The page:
Poll Pegs Black Support for Romney at Zero Percent
By Kim Pearson on August 24, 2012
BlogHer Original Post
Pollwatchers nation-wide did a double-take Tuesday after reports of an NBC News/Wall Street Journal survey pegged African American support for that Republican presidential contender Mitt Romney at 0 percent, versus 94 percent for Pres. Barack Obama. The telephone survey queried 1000 registered voters and included about 110 black respondents. Romney also trailed Obama with among women, Hispanics and voters under 35. The full results can be found at - msnbcmedia.
The goose-egg was the most eye-catching result; otherwise the survey's conclusion that the Obama and Romney are locked in a statistical dead heat was consistent with other polls, as the chart below shows. The margin of error for the sample is plus or minus 3.1 percent, so Romney's support may not be far off from the 5 percent of the black vote that John McCain pulled in 2008.
Any poll is just a momentary snapshot of voter sentiment with limited predictive value, and polls of registered voters carry less weight than polls of likely voters.
And Romney does have African American supporters, such as Town Hall columnist Crystal Wright, aka Conservative Black Chick. Wright thought that Romney's "heartfelt" speech before the NAACP earlier this summer, which emphasized his pro-market policies on education, health care and economic revitalization, "will go a long way toward earning respect from black liberals."
"Romney made a smart move in recognizing the ongoing economic and equality disparities plaguing blacks. He then told the crowd why they should vote for him. Without directly linking Obama’s name to the dire straights blacks find themselves in under his failed policies, Romney noted black unemployment rose in June from 13.6% to 14.4% and is almost twice the national average. While blacks represent 17% of public school students, Romney said 42% of blacks are trapped in failing schools."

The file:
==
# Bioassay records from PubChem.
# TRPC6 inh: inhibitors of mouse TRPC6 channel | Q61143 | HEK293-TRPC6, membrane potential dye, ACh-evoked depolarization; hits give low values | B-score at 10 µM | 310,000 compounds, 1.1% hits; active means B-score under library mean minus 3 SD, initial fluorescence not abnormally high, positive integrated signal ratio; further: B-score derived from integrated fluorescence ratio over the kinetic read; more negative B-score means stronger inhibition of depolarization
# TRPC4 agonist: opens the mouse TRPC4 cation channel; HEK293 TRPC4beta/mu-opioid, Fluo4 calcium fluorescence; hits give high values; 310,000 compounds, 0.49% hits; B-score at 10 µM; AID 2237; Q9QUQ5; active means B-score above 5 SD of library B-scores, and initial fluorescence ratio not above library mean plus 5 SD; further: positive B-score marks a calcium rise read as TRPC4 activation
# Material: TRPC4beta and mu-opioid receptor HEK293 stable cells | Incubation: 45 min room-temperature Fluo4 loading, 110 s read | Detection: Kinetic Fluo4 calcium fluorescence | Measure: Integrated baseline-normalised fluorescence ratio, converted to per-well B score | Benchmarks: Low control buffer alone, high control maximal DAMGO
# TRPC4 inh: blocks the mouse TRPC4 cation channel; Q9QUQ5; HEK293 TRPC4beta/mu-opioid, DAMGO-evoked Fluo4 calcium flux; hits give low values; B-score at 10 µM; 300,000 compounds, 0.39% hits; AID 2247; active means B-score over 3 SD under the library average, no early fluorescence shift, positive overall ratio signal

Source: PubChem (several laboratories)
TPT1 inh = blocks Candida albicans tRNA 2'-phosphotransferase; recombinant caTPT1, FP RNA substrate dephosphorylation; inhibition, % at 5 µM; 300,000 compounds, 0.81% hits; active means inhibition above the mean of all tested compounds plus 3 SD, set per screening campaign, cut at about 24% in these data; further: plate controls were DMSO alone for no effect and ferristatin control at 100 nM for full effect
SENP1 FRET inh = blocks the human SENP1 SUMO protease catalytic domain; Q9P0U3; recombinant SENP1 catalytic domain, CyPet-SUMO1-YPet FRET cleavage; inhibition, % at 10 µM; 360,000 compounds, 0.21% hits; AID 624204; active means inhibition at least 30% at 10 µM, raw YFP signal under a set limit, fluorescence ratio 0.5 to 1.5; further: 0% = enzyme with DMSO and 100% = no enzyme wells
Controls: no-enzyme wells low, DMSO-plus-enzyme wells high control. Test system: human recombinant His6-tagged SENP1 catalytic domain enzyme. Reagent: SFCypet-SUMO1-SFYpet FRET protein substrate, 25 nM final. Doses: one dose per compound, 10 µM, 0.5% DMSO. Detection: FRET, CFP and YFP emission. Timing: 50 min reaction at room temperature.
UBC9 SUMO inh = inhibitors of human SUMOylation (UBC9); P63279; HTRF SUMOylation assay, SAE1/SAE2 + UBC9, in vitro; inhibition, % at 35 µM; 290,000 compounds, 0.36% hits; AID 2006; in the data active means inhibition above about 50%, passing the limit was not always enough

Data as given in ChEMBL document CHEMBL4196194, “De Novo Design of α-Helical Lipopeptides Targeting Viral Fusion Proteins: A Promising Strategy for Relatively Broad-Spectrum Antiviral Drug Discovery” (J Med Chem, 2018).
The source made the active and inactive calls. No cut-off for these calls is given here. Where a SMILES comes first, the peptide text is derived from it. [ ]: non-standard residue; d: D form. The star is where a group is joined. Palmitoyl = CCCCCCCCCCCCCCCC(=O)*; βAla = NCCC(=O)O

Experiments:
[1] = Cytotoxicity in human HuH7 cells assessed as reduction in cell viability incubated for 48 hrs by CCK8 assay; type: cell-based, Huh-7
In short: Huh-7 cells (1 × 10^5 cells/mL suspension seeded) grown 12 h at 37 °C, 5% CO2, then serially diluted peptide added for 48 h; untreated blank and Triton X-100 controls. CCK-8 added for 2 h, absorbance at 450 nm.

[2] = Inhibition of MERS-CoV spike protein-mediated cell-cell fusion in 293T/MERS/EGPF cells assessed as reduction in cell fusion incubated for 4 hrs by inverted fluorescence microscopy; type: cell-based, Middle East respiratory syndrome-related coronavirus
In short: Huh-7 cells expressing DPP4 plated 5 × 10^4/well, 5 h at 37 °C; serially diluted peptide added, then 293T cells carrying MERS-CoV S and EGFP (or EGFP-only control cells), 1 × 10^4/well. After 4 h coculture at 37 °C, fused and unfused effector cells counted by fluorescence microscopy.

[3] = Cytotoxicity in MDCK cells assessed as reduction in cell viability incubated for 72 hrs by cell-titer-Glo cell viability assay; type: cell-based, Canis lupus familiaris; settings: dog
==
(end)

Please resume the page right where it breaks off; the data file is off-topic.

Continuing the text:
Still, there's no denying that former Gov. Romney is not catching on with black voters, and that can be a problem in a close election, as this one is expected to be. In fact, a July 2012 study by the National Urban League and Joint Center for Political Studies found that black voter turnout could decide the presidential election.
Zerlina Maxwell of the New York Daily News notes that while black voters have given their overwhelming suppport to Democrats for decades, past GOP candidates before 2008 have managed to snag at least 10 percent of the black vote. According to Maxwell, the party of Lincoln has alienated black voters with policies and rhetoric that seem tinged with racial animus, and candidate Romney hasn't bucked the trend:
"When Newt Gingrich calls the first black President “the food stamp President,” black people hear that. When Donald Trump proclaims that Obama isn’t an American citizen or that he only got into Harvard Law School because his skin is brown, black people hear that. When Romney runs blatantly false attacks on welfare reminiscent of the “welfare queen” rhetoric of the 1990s, black people hear that. When Romney tells a fundraiser of majority white supporters in Montana that an NAACP audience booed him because they want “more stuff from the government,” black people can hear that."
If Maxwell were writing her column today (August 24), she'd probably add Romney's quip that, "No one's ever asked to see my birth certificate," uttered at a Michigan campaign stop today. Blogger AngryBlack Lady is having none of it.
"Mitt Romney has pandered to and courted Birthers. (Donald Trump, anyone?) Mitt Romney is currently running dog whistle ads that accuse President Obama of gutting the welfare work requirement, despite the ads having been condemned as false by anyone with two brain cells to rub together."
AngryBlackLady recommends Baratunde Thurston's 2011 video commentary on the birther controversy for those who don't understand "how deeply painful [the birther controversy] is for many black Americans."
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